Expenses and Losses

1. Expenses involved in primary activities are expenses that are incurred in order to earn normal operating revenues. Under the accrual basis of accounting sales commissions expense should appear on the income statement in the same period that the related sales are reported, regardless of when the commission is actually paid. In the same way, the cost of goods sold is matched with the related sales on the income statement, regardless of when the supplier of the merchandise is paid.

Costs used up (or expiring) in the accounting period shown in the heading of the income statement are also considered to be expenses of that period. For example, the utilities used in a retail store in December should appear on the December income statement, even if the utility's meters are not read until January 1 and the bill is paid on February 1.

The above examples reflect the matching principle and show that under the accrual basis of accounting, expenses on the income statement are likely to be reported at different times than the cash expenditures/disbursements.

It is common for expenses to occur before the company pays for them (e.g., wages earned by employees, employee bonuses and vacations, utilities, and sales commissions). However, some expenses occur after the company has paid for them. For example, let's say a company buys a building on December 31, 2019 for $300,000 (excluding the cost of land). The building is assumed to have a useful life of 30 years. The company paid cash for the building on December 31, 2019 but it will record depreciation expense of $10,000 in each of the years 2020 through 2049.

Cash payments do not always mean that an expense has occurred. For example, a company might pay $20,000 to the bank to reduce its bank loan. This payment will reduce the company's cash and its liability to the bank, but it is not an expense.

Some expenses are matched against sales on the income statement because there is a cause and effect linkage—the sale of the merchandise caused the cost of goods sold and the sales commission expense. Other expenses are not directly linked to sales and as a result they are matched to the accounting period when they are consumed or used—examples include utilities expense, office salaries expense, and depreciation expense. Some expenses such as advertising expense and research and development expense can neither be linked with sales nor a specific accounting period and as a result, they are reported as expenses as soon as they occur.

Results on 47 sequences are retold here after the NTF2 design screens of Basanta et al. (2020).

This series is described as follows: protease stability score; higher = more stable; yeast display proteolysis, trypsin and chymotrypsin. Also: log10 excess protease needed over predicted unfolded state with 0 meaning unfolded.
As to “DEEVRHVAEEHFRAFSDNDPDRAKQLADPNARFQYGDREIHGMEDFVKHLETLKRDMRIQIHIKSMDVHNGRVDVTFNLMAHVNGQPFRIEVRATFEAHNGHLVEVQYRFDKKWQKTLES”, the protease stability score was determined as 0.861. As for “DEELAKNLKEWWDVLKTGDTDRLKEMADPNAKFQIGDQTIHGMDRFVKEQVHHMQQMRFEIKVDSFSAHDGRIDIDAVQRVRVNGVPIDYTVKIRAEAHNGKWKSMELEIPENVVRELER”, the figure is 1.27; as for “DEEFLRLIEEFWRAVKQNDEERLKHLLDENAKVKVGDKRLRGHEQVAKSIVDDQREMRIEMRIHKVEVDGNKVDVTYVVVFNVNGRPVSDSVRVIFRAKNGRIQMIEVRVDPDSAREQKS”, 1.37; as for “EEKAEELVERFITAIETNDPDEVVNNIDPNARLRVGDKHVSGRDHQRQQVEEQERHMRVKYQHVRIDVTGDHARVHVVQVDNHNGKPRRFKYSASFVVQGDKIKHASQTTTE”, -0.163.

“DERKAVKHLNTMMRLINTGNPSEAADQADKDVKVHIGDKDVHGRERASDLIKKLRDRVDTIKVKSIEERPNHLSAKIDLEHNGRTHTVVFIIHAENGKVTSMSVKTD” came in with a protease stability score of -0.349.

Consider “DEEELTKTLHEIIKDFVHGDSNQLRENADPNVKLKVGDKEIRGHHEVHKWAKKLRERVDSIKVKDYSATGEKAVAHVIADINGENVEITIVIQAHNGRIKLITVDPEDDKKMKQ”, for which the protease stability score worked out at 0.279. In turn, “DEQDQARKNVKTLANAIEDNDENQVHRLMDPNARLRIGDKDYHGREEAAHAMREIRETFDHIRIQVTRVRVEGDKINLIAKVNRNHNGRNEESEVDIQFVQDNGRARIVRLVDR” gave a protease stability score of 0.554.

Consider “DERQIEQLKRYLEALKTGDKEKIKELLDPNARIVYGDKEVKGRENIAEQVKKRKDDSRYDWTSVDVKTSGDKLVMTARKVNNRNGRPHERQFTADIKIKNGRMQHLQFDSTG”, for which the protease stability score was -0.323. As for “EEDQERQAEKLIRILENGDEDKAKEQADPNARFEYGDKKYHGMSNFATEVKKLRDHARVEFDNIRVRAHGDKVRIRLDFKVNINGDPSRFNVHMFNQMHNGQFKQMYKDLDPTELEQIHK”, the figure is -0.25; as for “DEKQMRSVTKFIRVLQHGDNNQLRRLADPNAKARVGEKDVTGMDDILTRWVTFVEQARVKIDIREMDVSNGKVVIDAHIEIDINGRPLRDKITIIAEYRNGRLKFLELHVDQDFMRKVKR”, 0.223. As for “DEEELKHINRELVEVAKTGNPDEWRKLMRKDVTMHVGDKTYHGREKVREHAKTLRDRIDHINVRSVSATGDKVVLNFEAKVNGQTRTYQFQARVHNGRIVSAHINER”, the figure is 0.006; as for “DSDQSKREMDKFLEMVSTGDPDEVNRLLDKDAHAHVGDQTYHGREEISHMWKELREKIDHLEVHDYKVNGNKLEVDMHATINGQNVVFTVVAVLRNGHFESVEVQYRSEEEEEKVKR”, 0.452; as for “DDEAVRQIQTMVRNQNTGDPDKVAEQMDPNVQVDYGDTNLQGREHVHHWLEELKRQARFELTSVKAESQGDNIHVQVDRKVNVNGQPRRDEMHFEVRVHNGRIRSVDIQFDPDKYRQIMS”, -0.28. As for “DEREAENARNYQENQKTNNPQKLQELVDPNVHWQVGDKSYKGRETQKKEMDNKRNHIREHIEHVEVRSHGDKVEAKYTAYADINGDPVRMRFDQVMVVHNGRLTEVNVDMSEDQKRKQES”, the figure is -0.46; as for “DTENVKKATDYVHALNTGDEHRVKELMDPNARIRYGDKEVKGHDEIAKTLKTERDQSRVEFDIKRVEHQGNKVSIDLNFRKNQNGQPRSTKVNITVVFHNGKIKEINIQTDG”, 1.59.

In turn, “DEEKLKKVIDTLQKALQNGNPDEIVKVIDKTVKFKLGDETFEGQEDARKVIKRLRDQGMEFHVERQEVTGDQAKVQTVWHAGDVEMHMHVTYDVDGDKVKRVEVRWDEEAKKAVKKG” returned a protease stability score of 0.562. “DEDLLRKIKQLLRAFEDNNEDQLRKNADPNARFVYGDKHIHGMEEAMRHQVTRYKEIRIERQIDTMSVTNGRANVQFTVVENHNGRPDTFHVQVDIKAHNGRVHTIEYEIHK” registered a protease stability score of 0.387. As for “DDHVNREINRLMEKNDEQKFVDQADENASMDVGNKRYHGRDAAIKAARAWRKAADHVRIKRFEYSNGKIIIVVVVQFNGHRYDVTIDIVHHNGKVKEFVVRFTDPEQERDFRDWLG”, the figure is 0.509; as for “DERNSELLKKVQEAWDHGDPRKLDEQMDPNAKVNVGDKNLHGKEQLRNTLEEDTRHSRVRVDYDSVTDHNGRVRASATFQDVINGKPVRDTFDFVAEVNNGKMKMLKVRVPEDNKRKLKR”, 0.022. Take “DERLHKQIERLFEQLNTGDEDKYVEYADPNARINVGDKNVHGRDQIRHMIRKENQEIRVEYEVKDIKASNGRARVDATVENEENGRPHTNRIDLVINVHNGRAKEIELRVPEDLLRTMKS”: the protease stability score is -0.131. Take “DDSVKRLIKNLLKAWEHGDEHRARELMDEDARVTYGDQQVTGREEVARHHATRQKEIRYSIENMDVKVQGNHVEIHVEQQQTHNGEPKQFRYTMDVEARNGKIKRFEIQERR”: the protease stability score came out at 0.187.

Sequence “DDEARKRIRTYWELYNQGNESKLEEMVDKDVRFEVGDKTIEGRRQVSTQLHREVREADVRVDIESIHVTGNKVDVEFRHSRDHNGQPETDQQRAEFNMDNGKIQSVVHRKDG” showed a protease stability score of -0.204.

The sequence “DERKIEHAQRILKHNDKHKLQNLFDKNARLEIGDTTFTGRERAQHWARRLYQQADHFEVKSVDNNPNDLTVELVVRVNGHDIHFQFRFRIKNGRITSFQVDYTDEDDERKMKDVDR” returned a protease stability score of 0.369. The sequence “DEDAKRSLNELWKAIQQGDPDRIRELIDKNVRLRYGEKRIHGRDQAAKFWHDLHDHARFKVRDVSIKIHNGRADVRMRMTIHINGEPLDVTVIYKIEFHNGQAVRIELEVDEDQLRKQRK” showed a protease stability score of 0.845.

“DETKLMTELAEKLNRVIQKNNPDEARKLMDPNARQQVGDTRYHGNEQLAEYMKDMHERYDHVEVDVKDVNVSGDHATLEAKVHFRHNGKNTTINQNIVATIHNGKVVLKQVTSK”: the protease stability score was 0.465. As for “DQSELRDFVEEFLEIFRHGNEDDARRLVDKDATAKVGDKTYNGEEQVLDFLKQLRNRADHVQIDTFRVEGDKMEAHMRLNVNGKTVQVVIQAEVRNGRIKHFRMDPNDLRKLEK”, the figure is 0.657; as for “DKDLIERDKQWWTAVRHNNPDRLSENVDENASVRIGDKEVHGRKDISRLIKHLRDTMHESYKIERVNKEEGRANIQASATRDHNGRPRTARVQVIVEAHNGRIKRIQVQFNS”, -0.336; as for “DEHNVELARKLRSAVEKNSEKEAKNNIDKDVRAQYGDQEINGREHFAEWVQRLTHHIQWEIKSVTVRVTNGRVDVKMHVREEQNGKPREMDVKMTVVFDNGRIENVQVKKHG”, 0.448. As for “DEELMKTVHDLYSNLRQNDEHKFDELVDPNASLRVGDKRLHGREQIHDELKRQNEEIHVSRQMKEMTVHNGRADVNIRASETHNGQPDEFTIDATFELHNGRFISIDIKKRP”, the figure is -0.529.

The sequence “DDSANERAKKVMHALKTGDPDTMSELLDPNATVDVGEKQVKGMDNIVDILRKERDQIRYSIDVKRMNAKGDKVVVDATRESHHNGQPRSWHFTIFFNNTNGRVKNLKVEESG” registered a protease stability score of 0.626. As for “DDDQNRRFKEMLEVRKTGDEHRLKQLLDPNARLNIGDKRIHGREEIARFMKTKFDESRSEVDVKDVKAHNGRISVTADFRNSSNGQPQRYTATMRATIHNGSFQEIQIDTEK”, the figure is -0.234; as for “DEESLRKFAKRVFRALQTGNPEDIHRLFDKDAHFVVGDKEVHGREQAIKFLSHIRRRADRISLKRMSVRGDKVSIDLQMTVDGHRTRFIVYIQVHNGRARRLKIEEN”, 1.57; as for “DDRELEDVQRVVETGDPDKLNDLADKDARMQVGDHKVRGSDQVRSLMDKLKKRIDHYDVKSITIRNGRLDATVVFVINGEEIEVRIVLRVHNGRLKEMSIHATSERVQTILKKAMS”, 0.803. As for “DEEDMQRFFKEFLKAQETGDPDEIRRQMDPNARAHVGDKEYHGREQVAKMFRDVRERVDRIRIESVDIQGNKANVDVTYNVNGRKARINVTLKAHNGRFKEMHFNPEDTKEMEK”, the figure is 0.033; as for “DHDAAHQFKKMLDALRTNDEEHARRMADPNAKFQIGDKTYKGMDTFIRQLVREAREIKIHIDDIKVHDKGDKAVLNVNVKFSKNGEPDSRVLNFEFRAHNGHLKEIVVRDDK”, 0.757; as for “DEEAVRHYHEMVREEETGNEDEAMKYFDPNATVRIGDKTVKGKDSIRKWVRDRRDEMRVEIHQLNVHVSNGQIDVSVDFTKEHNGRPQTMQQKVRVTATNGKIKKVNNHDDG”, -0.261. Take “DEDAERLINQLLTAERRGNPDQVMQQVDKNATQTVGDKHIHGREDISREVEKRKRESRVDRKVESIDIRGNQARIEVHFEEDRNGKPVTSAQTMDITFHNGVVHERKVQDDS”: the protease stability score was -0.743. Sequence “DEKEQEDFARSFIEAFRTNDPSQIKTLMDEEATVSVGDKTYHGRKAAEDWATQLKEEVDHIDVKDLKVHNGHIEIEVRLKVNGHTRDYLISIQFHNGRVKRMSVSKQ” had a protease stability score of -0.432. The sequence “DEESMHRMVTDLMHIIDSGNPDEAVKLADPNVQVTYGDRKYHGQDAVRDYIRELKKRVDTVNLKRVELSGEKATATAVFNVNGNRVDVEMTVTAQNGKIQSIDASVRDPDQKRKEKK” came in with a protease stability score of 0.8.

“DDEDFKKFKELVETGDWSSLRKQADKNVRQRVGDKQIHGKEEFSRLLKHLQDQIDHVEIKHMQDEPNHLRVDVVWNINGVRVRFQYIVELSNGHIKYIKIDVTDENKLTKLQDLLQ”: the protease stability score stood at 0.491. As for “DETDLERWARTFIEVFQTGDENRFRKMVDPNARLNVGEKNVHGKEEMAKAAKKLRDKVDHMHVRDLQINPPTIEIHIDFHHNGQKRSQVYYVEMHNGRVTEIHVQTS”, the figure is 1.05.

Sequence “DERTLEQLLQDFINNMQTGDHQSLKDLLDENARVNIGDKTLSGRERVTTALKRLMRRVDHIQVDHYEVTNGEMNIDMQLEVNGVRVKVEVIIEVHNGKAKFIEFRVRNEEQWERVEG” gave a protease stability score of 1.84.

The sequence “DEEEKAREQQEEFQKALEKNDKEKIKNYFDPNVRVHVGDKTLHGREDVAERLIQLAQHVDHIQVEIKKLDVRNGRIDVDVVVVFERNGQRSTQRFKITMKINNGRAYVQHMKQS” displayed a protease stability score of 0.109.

Here's a Tip

Under the accrual basis of accounting, the cost of goods sold and expenses are matched to sales and/or the accounting period when they are used, not the period in which they are paid.

Companies with products in inventory may find that the net realizable value of the products is less than their cost. Often that requires the company to immediately reduce the cost of its inventory on the balance sheet and increase the cost of goods sold on the current income statement. This in turn reduces the current period's gross profit, net income, and owner's or stockholders' equity.

The income statements or profit and loss statements of merchandisers and manufacturers will use a separate line for the cost of goods sold. The other expenses involved in their primary activities will either be grouped together as operating expenses or subdivided into the categories "selling" and "administrative."

2. Expenses from secondary activities are referred to as nonoperating expenses. For example, interest expense is a nonoperating expense because it involves the finance function of the business, rather than the primary activities of buying/producing and selling.

3. Losses such as the loss from the sale of long-term assets, or the loss on lawsuits result from a transaction that is outside of a business's primary activities. A loss is reported as the net of two amounts: the amount listed for the item on the company's books (book value) minus the proceeds received from the sale. A loss occurs when the proceeds are less than the book value.